I’m a big fan of Ford, he’s been an onscreen hero of mine for so many decades but stuff like Blade Runner and Witness seem so long ago now. The man can act but isn’t even trying here. Surely if he’s only making one film a year he can choose better than this.

      1. I always feel like, aside from Indy 4, Ford basically retired in the early ’00s… but no, he worked, it’s just his choices were so poor I’ve ignored the movies. No wonder he’s been happy to jump back into Star Wars / Blade Runner / Indy 5 — even if they’re not good, at least people will care!

  2. Matthew McKinnon

    I didn’t hate it either. I went in with low expectations, and was impressed by some things – it was surprisingly vicious in places, and the reveal at the end (even though I’d been spoiled on that) had a punch. And the design was good.

    I didn’t even mind Ford. I haven’t been keeping track of his acting, as he’s not someone I go to see a film because they were in it. But he did his tired and worried thing pretty well – as a warm up to his old-Han-Solo turn.

    I probably wouldn’t watch it again, but it was OK.

    1. But its so stupid. And it has such an oddly none-ending that’s obviously intent on a sequel. Yeah the production design was good and the effects too (then again, it had $100 million spent on it) but I was so surprised, considering it was based on a book, that it was so lacking in structure and content. Maybe much of the book was dropped. So much wasn’t really explained; the state of the world post-Alien attack. How such a vast armada could be financed/built. How the military could give up supervision of that armada to a kid. A kid. It’d make more sense to give it over to a super-AI than a troubled kid. Likewise I never really understood that whole family-unit thing, with his abusive brother and a relationship with a sister that bordered on incestuous. Actually, writing that makes it sound much more interesting than it really was. I just don’t understand how films like this get greenlit with such an impressive budget, when so many other films never get off the ground.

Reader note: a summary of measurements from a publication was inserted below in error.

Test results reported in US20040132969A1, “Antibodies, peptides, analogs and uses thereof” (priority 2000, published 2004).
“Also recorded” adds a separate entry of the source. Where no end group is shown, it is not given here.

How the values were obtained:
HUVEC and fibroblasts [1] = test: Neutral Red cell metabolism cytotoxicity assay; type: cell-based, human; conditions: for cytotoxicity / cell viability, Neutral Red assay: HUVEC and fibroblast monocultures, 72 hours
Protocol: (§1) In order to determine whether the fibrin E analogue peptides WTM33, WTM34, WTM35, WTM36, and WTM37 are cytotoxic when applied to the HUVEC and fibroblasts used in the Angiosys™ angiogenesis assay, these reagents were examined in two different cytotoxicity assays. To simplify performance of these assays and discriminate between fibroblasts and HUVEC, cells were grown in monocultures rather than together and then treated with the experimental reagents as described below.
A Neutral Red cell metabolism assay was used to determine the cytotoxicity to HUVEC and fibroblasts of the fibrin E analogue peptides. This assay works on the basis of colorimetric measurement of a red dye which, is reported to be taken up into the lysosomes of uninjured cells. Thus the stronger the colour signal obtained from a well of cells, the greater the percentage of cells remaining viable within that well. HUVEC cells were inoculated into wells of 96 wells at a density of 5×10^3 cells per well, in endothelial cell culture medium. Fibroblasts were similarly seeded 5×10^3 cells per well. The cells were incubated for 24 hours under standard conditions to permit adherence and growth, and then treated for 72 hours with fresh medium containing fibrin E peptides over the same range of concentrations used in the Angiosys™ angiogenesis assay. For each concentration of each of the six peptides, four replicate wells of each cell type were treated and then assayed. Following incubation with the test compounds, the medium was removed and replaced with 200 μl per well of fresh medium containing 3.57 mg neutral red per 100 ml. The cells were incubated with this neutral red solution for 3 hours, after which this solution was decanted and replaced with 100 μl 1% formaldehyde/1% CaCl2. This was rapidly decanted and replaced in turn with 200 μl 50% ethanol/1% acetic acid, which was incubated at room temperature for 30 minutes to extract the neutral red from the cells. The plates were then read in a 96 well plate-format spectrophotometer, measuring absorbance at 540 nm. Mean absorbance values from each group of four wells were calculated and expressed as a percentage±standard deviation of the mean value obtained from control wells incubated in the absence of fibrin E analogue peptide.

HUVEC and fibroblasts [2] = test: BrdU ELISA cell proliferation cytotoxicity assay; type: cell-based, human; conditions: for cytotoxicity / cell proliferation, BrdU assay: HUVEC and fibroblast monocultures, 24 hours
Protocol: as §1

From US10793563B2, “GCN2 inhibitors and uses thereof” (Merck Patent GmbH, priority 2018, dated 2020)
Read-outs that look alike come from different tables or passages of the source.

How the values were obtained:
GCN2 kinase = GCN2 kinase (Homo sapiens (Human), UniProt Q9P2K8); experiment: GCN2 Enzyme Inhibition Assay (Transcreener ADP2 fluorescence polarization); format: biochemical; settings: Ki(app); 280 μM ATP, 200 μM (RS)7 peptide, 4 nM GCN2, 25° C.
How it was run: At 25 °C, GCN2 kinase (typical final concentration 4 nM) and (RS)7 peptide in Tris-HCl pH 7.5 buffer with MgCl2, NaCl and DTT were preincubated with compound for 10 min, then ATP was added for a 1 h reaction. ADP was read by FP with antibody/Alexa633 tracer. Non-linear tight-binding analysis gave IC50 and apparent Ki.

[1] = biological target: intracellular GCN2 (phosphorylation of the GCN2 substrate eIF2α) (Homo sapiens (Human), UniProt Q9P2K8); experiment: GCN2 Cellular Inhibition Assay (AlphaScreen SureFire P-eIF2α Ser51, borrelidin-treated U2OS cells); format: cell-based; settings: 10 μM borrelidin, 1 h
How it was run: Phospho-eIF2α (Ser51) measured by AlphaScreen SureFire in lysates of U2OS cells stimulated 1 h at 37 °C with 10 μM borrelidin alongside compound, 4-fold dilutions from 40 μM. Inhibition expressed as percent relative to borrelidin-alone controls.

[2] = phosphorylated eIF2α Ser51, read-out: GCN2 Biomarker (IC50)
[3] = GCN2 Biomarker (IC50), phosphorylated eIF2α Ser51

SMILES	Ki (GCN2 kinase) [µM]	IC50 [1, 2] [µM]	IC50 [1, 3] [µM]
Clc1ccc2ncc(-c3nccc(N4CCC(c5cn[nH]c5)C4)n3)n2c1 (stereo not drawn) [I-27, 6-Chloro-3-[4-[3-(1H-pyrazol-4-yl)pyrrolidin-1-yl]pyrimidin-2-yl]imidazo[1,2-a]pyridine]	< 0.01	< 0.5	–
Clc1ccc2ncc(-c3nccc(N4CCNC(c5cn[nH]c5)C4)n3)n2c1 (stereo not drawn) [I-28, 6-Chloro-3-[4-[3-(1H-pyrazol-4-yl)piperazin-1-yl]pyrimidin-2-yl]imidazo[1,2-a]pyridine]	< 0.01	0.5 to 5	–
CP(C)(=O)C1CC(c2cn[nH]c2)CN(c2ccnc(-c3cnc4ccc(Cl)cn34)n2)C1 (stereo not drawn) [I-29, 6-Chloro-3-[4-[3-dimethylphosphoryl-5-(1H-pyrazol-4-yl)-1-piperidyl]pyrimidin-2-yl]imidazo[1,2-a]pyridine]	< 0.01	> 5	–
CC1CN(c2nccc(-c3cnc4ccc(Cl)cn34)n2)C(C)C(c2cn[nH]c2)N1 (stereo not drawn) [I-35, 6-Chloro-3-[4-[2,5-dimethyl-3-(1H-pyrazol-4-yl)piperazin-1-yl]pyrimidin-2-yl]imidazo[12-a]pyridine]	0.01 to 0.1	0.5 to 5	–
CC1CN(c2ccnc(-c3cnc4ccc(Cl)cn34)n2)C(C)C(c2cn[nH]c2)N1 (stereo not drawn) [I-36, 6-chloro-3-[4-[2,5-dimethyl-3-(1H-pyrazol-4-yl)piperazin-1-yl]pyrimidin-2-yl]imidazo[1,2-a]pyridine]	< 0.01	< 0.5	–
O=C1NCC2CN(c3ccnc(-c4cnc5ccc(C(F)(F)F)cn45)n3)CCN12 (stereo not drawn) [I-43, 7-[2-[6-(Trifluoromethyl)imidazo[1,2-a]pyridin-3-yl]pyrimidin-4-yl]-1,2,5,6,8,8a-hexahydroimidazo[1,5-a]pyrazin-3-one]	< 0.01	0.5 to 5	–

1. Matthew McKinnon

        Yeah, but you have to look at it in context: it’s a kids film made for kids. Isn’t the book itself YA fiction?
        So it’s not going to worry too much about realistic detail, it’ll focus on the kids themselves and their stories and emotions.
        The ending (or epilogue, really) was weak, but again you can’t have a YA story end with your lead responsible for genocide and just leave it there.

  3. I think that was my prime dislike with the film, it being part of this trend of teen-fiction heroes on our screens. I know they are aimed at a different generation to me, but they are stretching credibility. Particularly in this with vast armadas at the hands of kids. Its funny, but I do think a perfect opportunity to do a proper Logans Run (oldest cast member 21) may have been missed.

    Much prefer the old days of middle-aged or even twenty-something heroes. Its no conicidence so many of my favourite films date back to the 1970s and films like Jaws or Alien or Superman and actors/actresses who looked to have lived a little. Bad enough they all look so perfect now without them being quite so young. Must be middle age on my part taking its toll.